So many choices, and twice as many opinions about those choices. One person says Canopy X is perfect for you, another one says you will die under that handkerchief. One person says Container Y is the best in the world, another one says it’s not worth half what they charge for it. Who can you trust to tell you the right gear choices for you?
Trust no one. For gear purchasing is suffering, and it is a path that you must walk alone.
Okay, maybe not. But there is no other person on the dropzone with a vested interest in keeping you alive and uninjured besides you. In the end, it is you who has to pay for it, wait for it, wear it, maintain it, fly it and land it… as well as suffer the consequences of a hastily made or ill informed decision.
Common wisdom around the dz is that you should ask a rigger or your instructors for advice on which container, main, reserve and AAD to purchase. Is this wisdom really wise? A rigger’s ticket in the USA indicates that the holder knows how to pack reserves and maintain containers and parachutes. It does not indicate that they have any knowledge at all about which container or main is suitable for a novice skydiver. Same goes for any and all instructor ratings – selection of suitable components for a novice jumper’s first rig is not part of the instructor certification process. Experience in skydiving competition does not make a person knowledgeable about purchasing gear. Even experience selling gear doesn’t guarantee solid advice.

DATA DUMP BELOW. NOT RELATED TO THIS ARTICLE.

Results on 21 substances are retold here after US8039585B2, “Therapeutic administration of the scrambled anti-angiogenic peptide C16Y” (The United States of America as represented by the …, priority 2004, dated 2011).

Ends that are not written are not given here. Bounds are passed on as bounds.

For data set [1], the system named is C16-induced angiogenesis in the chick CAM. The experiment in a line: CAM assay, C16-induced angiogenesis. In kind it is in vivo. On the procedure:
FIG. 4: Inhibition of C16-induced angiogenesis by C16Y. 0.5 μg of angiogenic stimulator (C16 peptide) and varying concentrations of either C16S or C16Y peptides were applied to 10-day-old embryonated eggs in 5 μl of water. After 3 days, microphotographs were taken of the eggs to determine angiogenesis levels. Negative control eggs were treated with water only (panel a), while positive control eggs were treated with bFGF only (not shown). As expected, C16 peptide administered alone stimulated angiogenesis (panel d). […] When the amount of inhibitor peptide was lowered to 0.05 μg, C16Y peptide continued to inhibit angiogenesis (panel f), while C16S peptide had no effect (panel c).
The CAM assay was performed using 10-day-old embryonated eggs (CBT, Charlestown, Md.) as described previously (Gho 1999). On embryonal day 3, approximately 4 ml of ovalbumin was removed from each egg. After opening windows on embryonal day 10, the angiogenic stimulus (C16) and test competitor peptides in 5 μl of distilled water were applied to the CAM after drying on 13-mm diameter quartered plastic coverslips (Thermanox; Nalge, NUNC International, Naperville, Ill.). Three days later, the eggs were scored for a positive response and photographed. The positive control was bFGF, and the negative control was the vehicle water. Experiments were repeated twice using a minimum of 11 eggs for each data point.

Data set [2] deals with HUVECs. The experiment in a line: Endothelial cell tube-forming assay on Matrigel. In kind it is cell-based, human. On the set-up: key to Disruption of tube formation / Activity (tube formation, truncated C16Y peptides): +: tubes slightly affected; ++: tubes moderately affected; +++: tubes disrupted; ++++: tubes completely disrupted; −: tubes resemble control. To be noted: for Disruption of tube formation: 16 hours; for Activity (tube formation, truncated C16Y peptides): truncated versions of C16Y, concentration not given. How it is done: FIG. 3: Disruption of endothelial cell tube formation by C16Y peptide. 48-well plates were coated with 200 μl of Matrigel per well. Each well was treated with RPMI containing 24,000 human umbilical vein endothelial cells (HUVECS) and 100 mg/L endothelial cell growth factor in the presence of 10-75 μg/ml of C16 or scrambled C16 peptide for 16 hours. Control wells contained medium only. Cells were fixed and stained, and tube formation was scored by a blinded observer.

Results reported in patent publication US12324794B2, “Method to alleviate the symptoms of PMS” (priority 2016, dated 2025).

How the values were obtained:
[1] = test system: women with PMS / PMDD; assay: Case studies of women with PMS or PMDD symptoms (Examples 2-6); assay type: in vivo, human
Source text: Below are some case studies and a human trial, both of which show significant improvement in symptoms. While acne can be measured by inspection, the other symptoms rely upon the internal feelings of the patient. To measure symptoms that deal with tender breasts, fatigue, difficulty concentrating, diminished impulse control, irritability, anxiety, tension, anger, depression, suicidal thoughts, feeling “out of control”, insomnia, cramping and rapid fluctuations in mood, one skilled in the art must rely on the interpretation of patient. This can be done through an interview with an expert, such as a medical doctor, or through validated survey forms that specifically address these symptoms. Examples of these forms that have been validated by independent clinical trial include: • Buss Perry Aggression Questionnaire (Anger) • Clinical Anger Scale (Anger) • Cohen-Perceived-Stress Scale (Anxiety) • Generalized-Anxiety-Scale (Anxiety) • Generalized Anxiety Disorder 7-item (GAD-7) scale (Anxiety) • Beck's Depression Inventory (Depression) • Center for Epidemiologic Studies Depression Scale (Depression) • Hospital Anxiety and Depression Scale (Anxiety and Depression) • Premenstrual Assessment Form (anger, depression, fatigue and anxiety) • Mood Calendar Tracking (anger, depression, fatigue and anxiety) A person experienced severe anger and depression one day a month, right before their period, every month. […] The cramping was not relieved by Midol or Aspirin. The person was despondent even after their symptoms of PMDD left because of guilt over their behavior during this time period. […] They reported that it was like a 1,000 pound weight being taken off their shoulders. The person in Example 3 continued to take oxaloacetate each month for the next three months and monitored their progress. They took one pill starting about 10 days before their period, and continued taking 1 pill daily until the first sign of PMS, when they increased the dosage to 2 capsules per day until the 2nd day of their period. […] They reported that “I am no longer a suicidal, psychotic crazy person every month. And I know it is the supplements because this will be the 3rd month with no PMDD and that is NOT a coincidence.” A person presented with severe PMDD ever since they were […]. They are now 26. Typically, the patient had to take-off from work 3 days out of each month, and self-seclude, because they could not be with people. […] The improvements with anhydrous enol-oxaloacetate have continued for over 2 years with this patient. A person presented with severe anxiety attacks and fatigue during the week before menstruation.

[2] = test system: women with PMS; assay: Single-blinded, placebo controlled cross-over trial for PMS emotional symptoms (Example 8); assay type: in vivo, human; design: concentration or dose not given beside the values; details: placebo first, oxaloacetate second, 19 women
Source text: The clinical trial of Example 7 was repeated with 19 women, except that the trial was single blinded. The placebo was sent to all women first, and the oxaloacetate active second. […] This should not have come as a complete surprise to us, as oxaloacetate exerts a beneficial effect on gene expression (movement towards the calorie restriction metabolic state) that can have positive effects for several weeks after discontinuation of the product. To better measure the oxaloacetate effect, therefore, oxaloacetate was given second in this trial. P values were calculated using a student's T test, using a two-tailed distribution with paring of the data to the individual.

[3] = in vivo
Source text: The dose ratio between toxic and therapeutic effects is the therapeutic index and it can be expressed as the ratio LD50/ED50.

Many jumpers are sponsored in various ways by various manufacturers – competitors, instructors, gear salespeople, riggers. Everyone has an ulterior motive, even if it’s just to have someone validate our choices by buying the same thing we did. Even those who don’t have a financial interest in their answer have an opinion. Ask six skydivers what the best gear combination is and get six different answers… and each one of those is answers is probably the right one. For each different person. But probably not for you.
So much of which main or container or whatever is best for you is personal; the container that I love could be the most uncomfortable thing you’ve ever jumped, the main that I adore could bore you to tears.
Which is why you shouldn’t listen 100% to anyone when deciding what skydiving equipment you want. Ask other jumpers what they have, why they chose it, what they do and don’t like about it. But your mantra needs to be “try.” While renting gear, don’t always jump the same rig. Try on and jump different containers. Take advantage of demo mains and jumpsuits and helmets. See what works for you. Take the opinions of others into account when deciding which items to try; rely on your opinion when deciding what to buy.
That said, some things are not suitable for novice skydivers. Follow manufacturer guidelines for novices when choosing your first main and reserve. Stay away from more aggressive canopy types and sizes. If someone says “yeah it’s a bit small but you’ll be fine”, move along. It’s better to err on the side of boring than to wish you’d gone one size bigger… from a hospital bed. Plenty of time for that later in your skydiving career.